Here are a few long reads for today:
Michael Tomasky has taken to the NY Review of Books to speculate about A New Populism in the Democratic Party. He sees signs of the party “soft-shoeing” its way leftward:
For example, the Center for American Progress (CAP), under its new president Neera Tanden, has pushed “middle-class” or “middle-out” economics as the left’s alternative to supply-side, trickle-down economics. The idea of middle-out economics is that the government, instead of investing in the top 2 percent by means of tax and other privileges, should instead invest in the broad middle through a number of left-leaning policy choices from which the bounty would radiate out to all sectors of the society. These would include a much higher minimum wage, paid family leave, and improvement of decaying infrastructure. Obama’s Knox College speech on inequality is one expression of the middle-out view in the way it ties middle-class investment to growth.4 CAP has been pushing the White House to take up these arguments, not the other way around.
John Podesta, CAP’s former president, helped launch a new think tank, the Washington Center for Equitable Growth, devoted specifically to issues related to inequality. Podesta is now a White House counselor, which gives these issues respected representation in debates in the Roosevelt Room and the Oval Office.
This is all a welcome shift in emphasis, but of course it doesn’t mean that populist policies are going to become reality anytime soon. There is opposition to them within the Democratic Party and its broader policy solar system. Not nearly as much as there once was; the radical rightward shift of the Republican Party has, perhaps inevitably, moved the Democratic center of gravity leftward. But the opposition to populism continues.
This is intriguing to think about. Certainly I think that plenty of Americans feel the impact of income inequality, even if most of them can’t quite articulate why they are running so fast to be so far behind. And as Tomasky notes, pretty much everything Elizabeth Warren has to say about how the system has its thumb on the scales for wealthy corporations and people is incredibly compelling an d popular. Bill Clinton’s achievement was to plug Democrats into the corridors where the wealthy corporations and people live AND write checks for campaigns. Populism is going to be about getting the thumb off of the scales for the people who need it least and put it back on the middle class scale, where long term financial growth and security live. And I wouldn’t bet that Hillary would take this up, either.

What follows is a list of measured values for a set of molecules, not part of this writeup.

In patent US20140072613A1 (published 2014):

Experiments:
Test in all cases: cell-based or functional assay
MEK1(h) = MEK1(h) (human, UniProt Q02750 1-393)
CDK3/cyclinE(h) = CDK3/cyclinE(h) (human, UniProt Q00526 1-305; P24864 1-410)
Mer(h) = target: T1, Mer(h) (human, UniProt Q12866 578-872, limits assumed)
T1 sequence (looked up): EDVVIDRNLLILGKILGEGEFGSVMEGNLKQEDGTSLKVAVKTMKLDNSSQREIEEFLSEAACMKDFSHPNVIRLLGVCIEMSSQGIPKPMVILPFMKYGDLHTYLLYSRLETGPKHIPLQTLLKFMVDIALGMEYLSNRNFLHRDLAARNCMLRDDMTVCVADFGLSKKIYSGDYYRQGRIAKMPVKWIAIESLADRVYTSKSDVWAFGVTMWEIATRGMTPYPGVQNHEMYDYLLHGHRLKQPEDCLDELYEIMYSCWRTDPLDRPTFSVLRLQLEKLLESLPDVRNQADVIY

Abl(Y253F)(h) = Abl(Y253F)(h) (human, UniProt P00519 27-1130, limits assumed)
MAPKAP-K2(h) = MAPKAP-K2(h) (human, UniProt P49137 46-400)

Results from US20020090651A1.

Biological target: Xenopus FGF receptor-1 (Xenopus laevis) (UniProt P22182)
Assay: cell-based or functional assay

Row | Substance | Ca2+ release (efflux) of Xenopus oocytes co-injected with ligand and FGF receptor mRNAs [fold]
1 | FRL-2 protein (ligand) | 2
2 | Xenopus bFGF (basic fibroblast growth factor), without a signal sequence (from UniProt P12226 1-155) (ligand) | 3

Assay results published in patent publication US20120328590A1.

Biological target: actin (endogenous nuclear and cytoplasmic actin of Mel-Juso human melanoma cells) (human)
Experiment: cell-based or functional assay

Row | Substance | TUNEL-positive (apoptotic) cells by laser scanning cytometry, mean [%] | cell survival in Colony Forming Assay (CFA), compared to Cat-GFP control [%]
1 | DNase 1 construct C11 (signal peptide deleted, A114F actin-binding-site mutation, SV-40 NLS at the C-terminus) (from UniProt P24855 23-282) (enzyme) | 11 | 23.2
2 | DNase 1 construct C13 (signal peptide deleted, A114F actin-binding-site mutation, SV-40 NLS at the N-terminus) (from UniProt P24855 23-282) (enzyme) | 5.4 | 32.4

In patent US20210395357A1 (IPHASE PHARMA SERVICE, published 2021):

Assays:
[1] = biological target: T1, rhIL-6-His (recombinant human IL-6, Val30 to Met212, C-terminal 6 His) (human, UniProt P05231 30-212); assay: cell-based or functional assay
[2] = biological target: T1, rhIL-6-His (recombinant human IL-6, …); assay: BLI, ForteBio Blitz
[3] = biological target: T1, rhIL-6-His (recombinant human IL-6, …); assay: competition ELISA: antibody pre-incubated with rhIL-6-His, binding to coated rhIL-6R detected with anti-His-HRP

Have you been binging on the new season of House of Cards? (Are you done yet?) How was the streaming experience of that for you? I’ve heard plenty of folks noting (if not outright complaining) about alot of buffering issues while watching Netflix recently. It seems that there might be a reason for some of that perception:
And that drop isn’t uniform across internet service providers (ISPs), as this chart from The Wall Street Journal shows. The slowdown has been particularly egregious for customers of Verizon, one of the country’s largest ISPs due to its FiOS fiber-optic broadband service.
Nobody’s really accusing Verizon of outright “throttling” Netflix service — that is, treating streaming movies differently from say, news articles once they’re in the Verizon pipeline — but it appears Verizon has found other ways to slow down Netflix traffic without, technically, violating its stated commitment to net neutrality.
Verizon and other large ISPs are in a long-running dispute with Netflix over whether the movie-streaming powerhouse — the single largest user of internet bandwidth, followed by YouTube — should pay extra for its heavy usage, and how. Verizon wants to charge Netflix outright — a big reason it successfully sued the Federal Communications Commission to overturn its net-neutral Open Internet rules.
Google Fiber announced that it is expanding into 30+ more cities this week. Please Google, come to Wilmington!
How Dark Money Flows Through the Koch Network. This is not so much of a read as it is an incredibly informative infographic that shows how Koch Brothers money gets funneled to their various mouthpieces. I can’t copy the graphic here,because it is interactive, but do go and see how another group of wingnuts are trying to buy your government. Recipients of Koch money include the US Chamber of Commerce, Club for Growth and a variety of tea party groups. So that whole grass roots thing for teajhadis — that can die a death now, right?